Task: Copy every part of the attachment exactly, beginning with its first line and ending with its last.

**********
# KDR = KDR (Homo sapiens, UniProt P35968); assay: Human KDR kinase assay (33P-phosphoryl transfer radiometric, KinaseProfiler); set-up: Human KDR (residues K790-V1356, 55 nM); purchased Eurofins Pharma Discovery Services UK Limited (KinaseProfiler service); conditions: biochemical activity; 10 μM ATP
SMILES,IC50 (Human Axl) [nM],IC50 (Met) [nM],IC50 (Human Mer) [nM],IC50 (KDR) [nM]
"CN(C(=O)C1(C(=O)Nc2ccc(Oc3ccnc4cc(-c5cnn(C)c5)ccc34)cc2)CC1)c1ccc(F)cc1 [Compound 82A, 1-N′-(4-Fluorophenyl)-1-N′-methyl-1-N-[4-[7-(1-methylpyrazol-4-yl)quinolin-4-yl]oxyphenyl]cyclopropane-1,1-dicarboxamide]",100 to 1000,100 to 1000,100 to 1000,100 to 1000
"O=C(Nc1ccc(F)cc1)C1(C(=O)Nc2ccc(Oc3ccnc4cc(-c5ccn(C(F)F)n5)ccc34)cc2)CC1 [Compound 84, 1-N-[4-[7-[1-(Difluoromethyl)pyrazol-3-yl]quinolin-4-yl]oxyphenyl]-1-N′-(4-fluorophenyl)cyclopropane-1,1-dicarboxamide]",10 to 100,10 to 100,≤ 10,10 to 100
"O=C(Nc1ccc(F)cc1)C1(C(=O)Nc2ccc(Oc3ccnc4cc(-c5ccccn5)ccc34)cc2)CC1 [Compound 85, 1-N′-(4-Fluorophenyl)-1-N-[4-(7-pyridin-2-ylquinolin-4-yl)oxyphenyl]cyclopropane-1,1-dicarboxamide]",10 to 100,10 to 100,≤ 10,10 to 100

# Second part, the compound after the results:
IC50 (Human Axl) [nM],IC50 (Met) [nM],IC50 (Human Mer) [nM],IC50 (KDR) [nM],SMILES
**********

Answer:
# KDR = KDR (Homo sapiens, UniProt P35968); assay: Human KDR kinase assay (33P-phosphoryl transfer radiometric, KinaseProfiler); set-up: Human KDR (residues K790-V1356, 55 nM); purchased Eurofins Pharma Discovery Services UK Limited (KinaseProfiler service); conditions: biochemical activity; 10 μM ATP
SMILES,IC50 (Human Axl) [nM],IC50 (Met) [nM],IC50 (Human Mer) [nM],IC50 (KDR) [nM]
"CN(C(=O)C1(C(=O)Nc2ccc(Oc3ccnc4cc(-c5cnn(C)c5)ccc34)cc2)CC1)c1ccc(F)cc1 [Compound 82A, 1-N′-(4-Fluorophenyl)-1-N′-methyl-1-N-[4-[7-(1-methylpyrazol-4-yl)quinolin-4-yl]oxyphenyl]cyclopropane-1,1-dicarboxamide]",100 to 1000,100 to 1000,100 to 1000,100 to 1000
"O=C(Nc1ccc(F)cc1)C1(C(=O)Nc2ccc(Oc3ccnc4cc(-c5ccn(C(F)F)n5)ccc34)cc2)CC1 [Compound 84, 1-N-[4-[7-[1-(Difluoromethyl)pyrazol-3-yl]quinolin-4-yl]oxyphenyl]-1-N′-(4-fluorophenyl)cyclopropane-1,1-dicarboxamide]",10 to 100,10 to 100,≤ 10,10 to 100
"O=C(Nc1ccc(F)cc1)C1(C(=O)Nc2ccc(Oc3ccnc4cc(-c5ccccn5)ccc34)cc2)CC1 [Compound 85, 1-N′-(4-Fluorophenyl)-1-N-[4-(7-pyridin-2-ylquinolin-4-yl)oxyphenyl]cyclopropane-1,1-dicarboxamide]",10 to 100,10 to 100,≤ 10,10 to 100

# Second part, the compound after the results:
IC50 (Human Axl) [nM],IC50 (Met) [nM],IC50 (Human Mer) [nM],IC50 (KDR) [nM],SMILES